I was new(ish). In one of my first adulting decisions, I’d left the church I’d grown up in and joined a new one. My previous church home was a fine and lovely place, I was simply the only one my age in the small congregation. I mean that quite literally – there was no one else in the entire church navigating their 20s and I was at a point when I needed to connect with other people traversing that particular decade. Off I went. Overcoming intimidation
I found myself in the place I still call my church home and went alone. At the time it was, itself, quite small. Maybe 70 people on a good Sunday. This weird thing kept happening to me there – people kept talking to me. As someone who was still a card carrying member of the “I’m shy please don’t look at me” club, this was very disconcerting. This one guy I didn’t know very well knew I was a singer and asked me to join the worship team. I ever so politely and I’m sure quietly declined. (fun fact…I married that guy quite a bit later). Then someone else asked me to join the greeting team. “Oh no,” I thought, “then I will always be expected to talk to strangers…at a volume that they can hear me. How frightening.” So I gave the excuse that I couldn’t because I would be joining the worship team. And that’s what I did. My reasoning was that, even though I’d be in front of people I wouldn’t necessarily have to interact with them one-on-one so I’d be safe there. #Logic
There I went to the worship team and, after a horrible audition (I still am a pretty awful auditioner to this day) they still had enough faith in me to keep me around. That’s where I got to know her. She was tall (I will grant you that pretty much anyone who stands next to me can appear tall, but this was legitimate), gregarious, and outspoken. If something wasn’t right – a note, a harmony, a rhythm, she would say it. She didn’t back down from making sure things were as excellent as things could be or from challenging mediocrity.
Ya’ll. I. Was. Terrified. She was so intimidating to me. Part of me, the part that tried to hide by being very still and quiet in any given room, was perplexed by her demeanor. “Why,” I thought, “does she make such a fuss about things? Dis tew much!” My tendency was much more to be go-with-the-flow and this was not that. I was so uncomfortable I thought about bowing out of the team, to be quite honest. I didn’t – and that was a pretty brave decision for who I was at the time *retroactively pats self on the back.*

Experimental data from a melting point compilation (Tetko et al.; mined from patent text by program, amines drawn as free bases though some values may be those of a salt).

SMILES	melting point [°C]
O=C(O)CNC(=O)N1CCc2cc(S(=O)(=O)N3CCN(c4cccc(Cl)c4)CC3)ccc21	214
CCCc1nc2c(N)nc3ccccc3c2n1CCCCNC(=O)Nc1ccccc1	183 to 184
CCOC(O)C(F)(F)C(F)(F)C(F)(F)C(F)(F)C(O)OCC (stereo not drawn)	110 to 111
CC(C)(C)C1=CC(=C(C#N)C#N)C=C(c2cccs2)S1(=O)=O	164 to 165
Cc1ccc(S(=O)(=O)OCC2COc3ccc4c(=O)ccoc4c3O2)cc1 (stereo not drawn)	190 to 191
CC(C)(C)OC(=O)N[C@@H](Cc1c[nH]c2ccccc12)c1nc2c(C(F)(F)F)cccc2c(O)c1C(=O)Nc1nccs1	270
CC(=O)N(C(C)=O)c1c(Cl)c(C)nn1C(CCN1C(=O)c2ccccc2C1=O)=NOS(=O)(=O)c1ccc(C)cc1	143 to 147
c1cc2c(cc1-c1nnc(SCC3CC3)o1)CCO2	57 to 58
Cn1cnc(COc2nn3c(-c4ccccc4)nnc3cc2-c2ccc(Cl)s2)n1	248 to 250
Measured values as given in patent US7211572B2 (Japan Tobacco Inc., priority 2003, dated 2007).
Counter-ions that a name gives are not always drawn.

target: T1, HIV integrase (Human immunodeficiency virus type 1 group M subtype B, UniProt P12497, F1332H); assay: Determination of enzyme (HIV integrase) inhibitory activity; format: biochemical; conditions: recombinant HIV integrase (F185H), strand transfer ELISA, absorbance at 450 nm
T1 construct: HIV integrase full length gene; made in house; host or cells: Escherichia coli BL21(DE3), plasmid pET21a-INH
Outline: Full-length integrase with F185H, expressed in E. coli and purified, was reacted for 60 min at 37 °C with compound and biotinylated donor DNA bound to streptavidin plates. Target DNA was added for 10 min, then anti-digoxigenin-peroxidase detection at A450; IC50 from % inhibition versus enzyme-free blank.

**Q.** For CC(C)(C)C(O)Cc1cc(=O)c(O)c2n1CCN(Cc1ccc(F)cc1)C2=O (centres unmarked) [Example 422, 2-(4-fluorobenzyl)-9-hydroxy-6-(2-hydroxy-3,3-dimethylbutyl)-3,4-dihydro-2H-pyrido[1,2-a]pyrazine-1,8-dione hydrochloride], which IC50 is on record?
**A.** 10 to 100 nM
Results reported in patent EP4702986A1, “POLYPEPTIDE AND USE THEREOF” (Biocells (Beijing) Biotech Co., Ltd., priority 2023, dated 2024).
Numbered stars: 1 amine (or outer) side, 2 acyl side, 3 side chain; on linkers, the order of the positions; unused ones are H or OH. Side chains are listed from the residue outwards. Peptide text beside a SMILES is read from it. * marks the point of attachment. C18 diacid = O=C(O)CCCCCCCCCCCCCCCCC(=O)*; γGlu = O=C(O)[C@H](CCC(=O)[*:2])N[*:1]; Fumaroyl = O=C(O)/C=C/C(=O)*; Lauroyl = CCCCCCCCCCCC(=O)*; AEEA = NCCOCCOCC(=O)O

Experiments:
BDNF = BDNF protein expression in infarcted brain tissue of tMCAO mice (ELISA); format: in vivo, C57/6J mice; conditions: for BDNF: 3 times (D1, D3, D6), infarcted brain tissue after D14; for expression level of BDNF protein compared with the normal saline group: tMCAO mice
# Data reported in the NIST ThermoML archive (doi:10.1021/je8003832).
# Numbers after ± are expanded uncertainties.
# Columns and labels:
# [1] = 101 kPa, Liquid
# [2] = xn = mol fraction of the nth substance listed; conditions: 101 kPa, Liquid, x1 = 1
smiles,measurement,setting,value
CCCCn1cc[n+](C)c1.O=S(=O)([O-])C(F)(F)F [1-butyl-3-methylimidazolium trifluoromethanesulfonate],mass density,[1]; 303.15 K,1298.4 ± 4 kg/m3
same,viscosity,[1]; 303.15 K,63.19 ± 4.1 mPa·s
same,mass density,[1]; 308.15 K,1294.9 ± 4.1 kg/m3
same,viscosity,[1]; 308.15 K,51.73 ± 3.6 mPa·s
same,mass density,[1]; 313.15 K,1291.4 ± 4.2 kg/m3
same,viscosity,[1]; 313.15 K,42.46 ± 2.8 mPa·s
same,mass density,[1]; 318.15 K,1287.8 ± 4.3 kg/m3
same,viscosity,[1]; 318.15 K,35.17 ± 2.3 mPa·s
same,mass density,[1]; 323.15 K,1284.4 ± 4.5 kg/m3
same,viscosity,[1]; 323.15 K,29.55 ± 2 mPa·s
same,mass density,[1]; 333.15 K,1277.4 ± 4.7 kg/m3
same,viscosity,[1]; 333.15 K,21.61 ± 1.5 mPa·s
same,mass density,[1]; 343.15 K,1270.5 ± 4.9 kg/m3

Here’s the real deal – which I didn’t realize until years later: she was not intimidating. I was intimidated. There’s a big difference.
Whatever discomfort I felt was born from my own insecurities and actually had nothing to do with her. To this day, she is someone I am incredibly blessed to call my friend – someone who is strong, honest, outspoken and truly one of the most caring individuals one could ever hope to meet. She helped me grow to be a bit more confident and own my space – and it wasn’t because of anything she said about my issues directly to me but, rather, the freedom she felt in being herself – which inspired me to find some freedom of my own.
I was intimidated because I saw qualities and competencies in her that I did not have and her presence made me acutely aware of my own shortcomings. Therefore, my defense was to shove the blame of intimidation to her so I didn’t have to own the responsibility for my personal development. Whew. That hit me all the way upside my head when I realized it.
It makes me think of 2 Timothy 1:7
7 For the Spirit God gave us does not make us timid, but gives us power, love and self-discipline.
When the spirit of fear is present, especially due to a person’s presence (this, of course, excludes them being legitimately threatening or some such craziness) the timidity you feel is not yours. It does not own you and, therefore, you do not have to own it. You have power in the situation – even if your mind is tricking you into thinking you are powerless. Self-discipline is right there for you to reach out to, some versions also say “self-control.” You can control your response, both in behavior and thought.
If you find yourself being intimidated, stop and take stock. Are they actually intimidating or are you intimidated? Why? Where are you feeling inadequate? Identify it and then realize you have the power to change that, to stand up and to own your space in the situation. Use that feeling as a catalyst, not an obstacle. Be inspired to embrace the confidence that was always available to you and let go of the intimidation. You already are enough in whatever situation you are in – however daunting someone or a circumstance might feel, the feeling doesn’t mean it has power over you or the outcome.
Have you ever been intimidated by someone? What did it teach you? Speak on it.